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2011 BMW Z4 Overview
It’s a hell of a burden building the Ultimate Driving Machine. When you’re wearing that badge, good is simply never good enough, and it was perhaps with this in mind that BMW introduced a new trim into its celebrated Z4 lineup – the sDrive35is.
BWM uses this laborious naming system to designate the three engines offered in the Z4 stable, with sDrive30i and sDrive35i rounding out the group. Since even the base powerplant - an inline 3.0-liter six-cylinder engine that produces 255 hp and 220 lb-ft of torque – is quite a performer, the addition of forced induction in the remaining trims can only mean more fun in a compact package.
And that package is a rear-wheel-drive, two-door, hardtop convertible originally designed by a Dane and built by Germans in the American South. Since the second generation, when this Deutsche drop-top received a hard shell for the roof, the Z4 has been assembled at the Resenburg, Germany, plant, but originally the Z4 was built down in Spartanburg, South Carolina. The move back home was fitting for the Z4, in the spirit of keeping your enemies, namely the Porsche Boxster, Mercedes SLK, and Audi TT, close.
So how has BMW decided to slay these enemies? First, it turbocharged the 3.0-liter for 300 hp and lb-ft of torque and called it the sDrive35i. Even more important than the power figures are when they show up, 5,800 and 1,400 rpm, respectively. For torque, that’s 1,200 rpm quicker than baby brother, and that makes a much bigger difference in seat-of-your-pants performance than the extra horsepower and torque would alone.
But when you have giants to slay, and the competition are surely that, it never hurts to bring a big sword. In this case, BMW brought two in the form of the twin-turbocharged 3.0-liter of the sDrive35is. With better breathing, a new exhaust, and a higher boost profile, the 35is offers 335 hp and 332 lb-ft of torque, with an extra 37 lb-ft just waiting to be accessed via the overboost function. That will rocket her to 60 mph in a claimed 4.7 seconds, already a half-second faster than the Boxster S, but testers have been finding real-world figures to be closer to 4.5 seconds.
But this is all concentrating on the wrong things. Sure, the engines are all superb, regardless of forced induction or natural aspiration. The real strong suit of any BMW should always be handling. Accordingly, the sDrive35is gets as standard what the other Z4 trims have to pay for, the M Sport Package. This drops the suspension almost a half-inch and adds adaptive suspension dampers and stiffer springs, 18-inch alloys, front and rear air dams with rear diffuser, a 155-mph top speed, and M features throughout the interior. While this means lots of M badging all around, it also means you’ll get 10-way adjustable sport seats with power bolster adjustment and the M steering wheel that fits larger hands so very well. The sDrive35is also gets unique programming for both the electronic steering and the standard, seven-speed double-clutch transmission, which itself utilizes a dual-mass flywheel for added durability. While the sDrive30i gets to choose between a six-speed manual or automatic, the 35i gets the choice of the double-clutch seven-speed instead of the six-speed automatic. And all Z4s get Driving Dynamics Control, which allows for unique shifting, throttle, and suspension profiles, marked as Normal, Sport, and Sport+.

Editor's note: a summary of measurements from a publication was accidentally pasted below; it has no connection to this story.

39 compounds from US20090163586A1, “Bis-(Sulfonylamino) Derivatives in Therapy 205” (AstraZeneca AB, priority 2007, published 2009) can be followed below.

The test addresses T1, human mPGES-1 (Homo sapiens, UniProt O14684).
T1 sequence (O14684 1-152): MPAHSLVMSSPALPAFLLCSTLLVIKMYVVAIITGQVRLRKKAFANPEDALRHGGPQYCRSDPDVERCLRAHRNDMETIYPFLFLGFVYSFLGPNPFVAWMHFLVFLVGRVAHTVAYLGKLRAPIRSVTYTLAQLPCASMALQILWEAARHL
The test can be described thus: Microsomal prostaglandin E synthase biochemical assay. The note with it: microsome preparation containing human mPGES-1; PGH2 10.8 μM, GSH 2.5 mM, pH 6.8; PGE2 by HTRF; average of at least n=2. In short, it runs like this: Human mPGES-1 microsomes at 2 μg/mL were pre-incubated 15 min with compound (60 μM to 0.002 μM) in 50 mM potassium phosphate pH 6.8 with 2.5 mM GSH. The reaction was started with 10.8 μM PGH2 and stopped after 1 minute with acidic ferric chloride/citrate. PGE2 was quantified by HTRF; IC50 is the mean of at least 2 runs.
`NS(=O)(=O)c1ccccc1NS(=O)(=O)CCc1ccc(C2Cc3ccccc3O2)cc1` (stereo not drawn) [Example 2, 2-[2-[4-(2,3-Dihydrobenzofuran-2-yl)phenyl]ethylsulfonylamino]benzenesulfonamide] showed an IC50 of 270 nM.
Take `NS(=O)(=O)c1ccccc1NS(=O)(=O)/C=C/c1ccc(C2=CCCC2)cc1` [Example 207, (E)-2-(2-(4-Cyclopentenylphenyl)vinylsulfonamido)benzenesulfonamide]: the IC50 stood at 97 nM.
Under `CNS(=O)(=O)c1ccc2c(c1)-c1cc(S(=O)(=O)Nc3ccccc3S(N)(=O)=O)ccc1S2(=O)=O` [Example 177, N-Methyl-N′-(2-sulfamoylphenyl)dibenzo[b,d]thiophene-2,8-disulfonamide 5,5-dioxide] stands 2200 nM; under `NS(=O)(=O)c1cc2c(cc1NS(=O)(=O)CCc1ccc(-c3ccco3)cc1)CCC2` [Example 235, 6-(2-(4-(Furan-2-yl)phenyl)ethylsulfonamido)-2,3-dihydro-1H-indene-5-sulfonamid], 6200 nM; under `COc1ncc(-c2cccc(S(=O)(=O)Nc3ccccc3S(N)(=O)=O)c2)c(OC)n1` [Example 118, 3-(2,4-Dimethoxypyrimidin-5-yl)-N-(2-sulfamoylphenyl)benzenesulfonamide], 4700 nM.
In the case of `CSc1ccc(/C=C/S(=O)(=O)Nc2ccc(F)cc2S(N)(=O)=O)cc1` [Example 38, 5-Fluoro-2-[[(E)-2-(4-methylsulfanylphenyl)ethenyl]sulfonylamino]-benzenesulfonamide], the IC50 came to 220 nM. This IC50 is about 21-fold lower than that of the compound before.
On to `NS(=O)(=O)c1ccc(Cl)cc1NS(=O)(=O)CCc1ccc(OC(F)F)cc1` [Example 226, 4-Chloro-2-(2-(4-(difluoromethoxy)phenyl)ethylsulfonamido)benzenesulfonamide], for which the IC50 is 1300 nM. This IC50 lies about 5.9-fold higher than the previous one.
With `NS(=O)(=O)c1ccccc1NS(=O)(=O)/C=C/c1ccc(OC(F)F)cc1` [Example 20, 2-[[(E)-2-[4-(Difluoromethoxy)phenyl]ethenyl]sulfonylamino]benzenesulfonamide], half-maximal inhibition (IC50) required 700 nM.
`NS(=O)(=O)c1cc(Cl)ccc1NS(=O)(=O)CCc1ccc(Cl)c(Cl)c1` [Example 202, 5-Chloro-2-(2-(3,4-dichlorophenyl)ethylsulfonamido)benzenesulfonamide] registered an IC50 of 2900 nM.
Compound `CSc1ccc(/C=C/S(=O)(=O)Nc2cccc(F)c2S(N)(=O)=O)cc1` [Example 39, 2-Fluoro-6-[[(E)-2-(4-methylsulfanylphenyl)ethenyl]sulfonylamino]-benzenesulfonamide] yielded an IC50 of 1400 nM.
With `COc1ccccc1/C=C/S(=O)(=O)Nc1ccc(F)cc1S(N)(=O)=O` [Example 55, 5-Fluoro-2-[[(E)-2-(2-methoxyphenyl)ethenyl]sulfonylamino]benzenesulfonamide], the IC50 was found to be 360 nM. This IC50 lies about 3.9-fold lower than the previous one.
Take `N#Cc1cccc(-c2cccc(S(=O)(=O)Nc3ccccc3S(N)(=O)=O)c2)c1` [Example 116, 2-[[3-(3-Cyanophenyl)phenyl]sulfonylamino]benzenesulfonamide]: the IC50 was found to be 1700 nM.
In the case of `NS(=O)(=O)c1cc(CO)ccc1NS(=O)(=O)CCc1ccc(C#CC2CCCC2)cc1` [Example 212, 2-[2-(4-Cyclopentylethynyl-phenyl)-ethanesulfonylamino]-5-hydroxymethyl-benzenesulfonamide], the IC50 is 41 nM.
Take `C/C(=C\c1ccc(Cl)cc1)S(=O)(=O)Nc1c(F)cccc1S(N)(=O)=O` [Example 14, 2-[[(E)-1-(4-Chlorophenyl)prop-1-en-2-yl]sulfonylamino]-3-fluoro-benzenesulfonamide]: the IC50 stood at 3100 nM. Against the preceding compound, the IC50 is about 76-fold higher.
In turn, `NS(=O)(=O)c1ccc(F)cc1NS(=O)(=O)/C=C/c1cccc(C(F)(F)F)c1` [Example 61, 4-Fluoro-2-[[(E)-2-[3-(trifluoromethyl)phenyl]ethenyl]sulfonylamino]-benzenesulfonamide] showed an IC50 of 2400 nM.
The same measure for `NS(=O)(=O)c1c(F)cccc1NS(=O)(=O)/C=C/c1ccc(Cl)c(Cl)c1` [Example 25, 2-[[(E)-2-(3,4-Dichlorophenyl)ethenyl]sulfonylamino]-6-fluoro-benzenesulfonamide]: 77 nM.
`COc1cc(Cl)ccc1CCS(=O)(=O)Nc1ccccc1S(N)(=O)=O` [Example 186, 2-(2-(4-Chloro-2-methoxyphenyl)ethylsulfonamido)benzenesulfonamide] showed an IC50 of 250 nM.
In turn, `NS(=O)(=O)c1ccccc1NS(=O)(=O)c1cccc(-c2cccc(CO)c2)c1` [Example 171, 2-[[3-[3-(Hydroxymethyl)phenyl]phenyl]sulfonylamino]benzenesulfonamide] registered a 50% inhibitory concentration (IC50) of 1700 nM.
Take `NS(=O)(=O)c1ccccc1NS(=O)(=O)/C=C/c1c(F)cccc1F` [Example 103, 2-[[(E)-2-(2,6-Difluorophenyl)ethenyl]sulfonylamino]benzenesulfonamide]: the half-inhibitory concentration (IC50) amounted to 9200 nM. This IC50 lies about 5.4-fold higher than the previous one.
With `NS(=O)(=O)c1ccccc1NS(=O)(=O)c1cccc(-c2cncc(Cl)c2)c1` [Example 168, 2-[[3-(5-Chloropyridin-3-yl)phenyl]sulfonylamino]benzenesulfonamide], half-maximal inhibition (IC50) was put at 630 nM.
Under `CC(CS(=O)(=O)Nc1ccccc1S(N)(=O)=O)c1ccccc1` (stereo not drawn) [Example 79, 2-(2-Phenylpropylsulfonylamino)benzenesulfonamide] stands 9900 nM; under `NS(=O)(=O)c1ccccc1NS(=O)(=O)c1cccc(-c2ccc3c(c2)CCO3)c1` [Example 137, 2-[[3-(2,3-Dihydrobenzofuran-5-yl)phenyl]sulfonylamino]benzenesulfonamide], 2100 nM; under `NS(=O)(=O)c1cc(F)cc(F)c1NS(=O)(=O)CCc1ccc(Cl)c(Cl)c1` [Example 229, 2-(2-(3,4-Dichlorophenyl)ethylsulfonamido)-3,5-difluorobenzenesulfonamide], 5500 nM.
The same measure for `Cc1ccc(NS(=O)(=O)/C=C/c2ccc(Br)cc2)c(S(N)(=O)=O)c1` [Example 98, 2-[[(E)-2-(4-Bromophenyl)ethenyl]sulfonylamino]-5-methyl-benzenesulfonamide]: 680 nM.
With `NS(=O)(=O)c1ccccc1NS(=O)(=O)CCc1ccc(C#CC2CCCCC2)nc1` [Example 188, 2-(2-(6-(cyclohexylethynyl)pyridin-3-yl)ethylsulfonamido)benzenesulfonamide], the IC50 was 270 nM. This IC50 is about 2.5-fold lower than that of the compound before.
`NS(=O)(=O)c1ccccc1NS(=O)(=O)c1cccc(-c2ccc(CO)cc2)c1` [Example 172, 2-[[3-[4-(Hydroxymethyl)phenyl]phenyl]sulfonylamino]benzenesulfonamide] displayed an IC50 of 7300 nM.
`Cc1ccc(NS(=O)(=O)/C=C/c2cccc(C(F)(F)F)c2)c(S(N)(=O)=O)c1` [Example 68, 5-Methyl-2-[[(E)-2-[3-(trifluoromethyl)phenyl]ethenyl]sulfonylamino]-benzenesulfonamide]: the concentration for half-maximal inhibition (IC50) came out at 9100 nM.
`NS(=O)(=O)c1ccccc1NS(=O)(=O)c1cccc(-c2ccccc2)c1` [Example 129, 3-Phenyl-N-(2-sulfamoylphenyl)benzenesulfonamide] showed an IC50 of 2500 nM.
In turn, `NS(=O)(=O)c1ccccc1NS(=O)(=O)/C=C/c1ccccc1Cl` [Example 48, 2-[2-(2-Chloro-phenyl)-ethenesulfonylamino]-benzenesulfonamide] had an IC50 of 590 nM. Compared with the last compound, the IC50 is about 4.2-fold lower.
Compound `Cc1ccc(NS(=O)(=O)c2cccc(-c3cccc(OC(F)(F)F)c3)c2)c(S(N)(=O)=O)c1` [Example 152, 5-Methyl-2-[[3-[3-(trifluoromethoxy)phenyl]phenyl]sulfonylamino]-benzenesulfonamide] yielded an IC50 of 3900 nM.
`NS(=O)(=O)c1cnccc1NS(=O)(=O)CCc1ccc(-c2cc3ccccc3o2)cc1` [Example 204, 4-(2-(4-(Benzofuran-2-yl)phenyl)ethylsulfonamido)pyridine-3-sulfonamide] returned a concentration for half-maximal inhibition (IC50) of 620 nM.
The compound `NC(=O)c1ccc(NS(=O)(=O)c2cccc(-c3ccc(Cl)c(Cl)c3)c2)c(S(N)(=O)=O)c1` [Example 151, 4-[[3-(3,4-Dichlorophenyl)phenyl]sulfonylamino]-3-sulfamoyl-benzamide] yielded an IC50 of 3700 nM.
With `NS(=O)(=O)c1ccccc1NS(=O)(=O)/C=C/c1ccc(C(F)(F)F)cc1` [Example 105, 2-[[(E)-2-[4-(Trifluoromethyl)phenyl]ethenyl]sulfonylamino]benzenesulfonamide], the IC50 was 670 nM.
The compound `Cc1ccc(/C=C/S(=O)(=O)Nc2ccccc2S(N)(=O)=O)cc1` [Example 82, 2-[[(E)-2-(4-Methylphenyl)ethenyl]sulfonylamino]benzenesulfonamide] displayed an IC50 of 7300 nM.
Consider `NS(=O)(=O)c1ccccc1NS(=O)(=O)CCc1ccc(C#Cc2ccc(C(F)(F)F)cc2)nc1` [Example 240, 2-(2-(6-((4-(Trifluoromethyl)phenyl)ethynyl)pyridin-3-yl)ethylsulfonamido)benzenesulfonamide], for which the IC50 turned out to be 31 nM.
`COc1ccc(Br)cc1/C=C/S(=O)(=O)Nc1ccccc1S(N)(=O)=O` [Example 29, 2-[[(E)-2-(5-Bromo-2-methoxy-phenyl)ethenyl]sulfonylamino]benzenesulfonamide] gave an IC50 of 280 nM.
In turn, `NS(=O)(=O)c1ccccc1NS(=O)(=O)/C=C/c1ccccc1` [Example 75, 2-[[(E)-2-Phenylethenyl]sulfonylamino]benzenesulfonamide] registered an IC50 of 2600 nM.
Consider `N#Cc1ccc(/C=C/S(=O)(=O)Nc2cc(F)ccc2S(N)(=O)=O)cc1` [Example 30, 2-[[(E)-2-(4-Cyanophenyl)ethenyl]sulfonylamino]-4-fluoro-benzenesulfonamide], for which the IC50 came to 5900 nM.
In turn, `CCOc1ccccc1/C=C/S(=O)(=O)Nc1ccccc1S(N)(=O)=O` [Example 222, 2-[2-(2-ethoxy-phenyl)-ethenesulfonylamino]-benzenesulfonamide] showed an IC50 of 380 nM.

But it’s more than just performance that makes the Z4 a winner in the roadster segment - it’s the perceived practicality of the vehicle that really cements its station. In 20 seconds, you can go from a convertible to a hardtop, and with its large rear quarter windows, the Z4 manages to avoid the blind spots that plague so many convertibles. It even offers 8 cubic feet of cargo space in the trunk and a well deep enough to hold a set of golf clubs. The interior itself betrays more of a touring car ambiance rather than straight sports car, with upscale materials and wood trim throughout. Some testers have noticed an issue with the audio display when wearing polarized glasses, however, as anything but a direct view completely washes out the screen.
Still, that’s a small complaint for such a venerated vehicle. BMW owners are a picky group, and as likely to turn on their own manufacturer as they are a competitor, but there’s really not much to complain about here. Yes, the sticker price isn’t exactly limbo-low, but the ROI is demonstrable in performance, quality, technology, and luxury. The new sDrive35is only further rounds out the total model profile and acts as a worthy supplicant to the short-lived Z4 M. Topless giants of Mercedes, Audi, and yes, even Porsche, beware, for the giant-killer awaits.
A CarGurus contributor since 2008, Michael started his career writing about cars with the SCCA - winning awards during his time as editor of Top End magazine. Since then, his journalistic travels have taken him from NY to Boston to CA, completing a cross-country tour on a restored vintage Suzuki. While his preference is for fine German automobiles - and the extra leg room they so often afford - his first automobile memories center around impromptu Mustang vs. Corvette races down the local highway, in the backseat of his father's latest acquisition.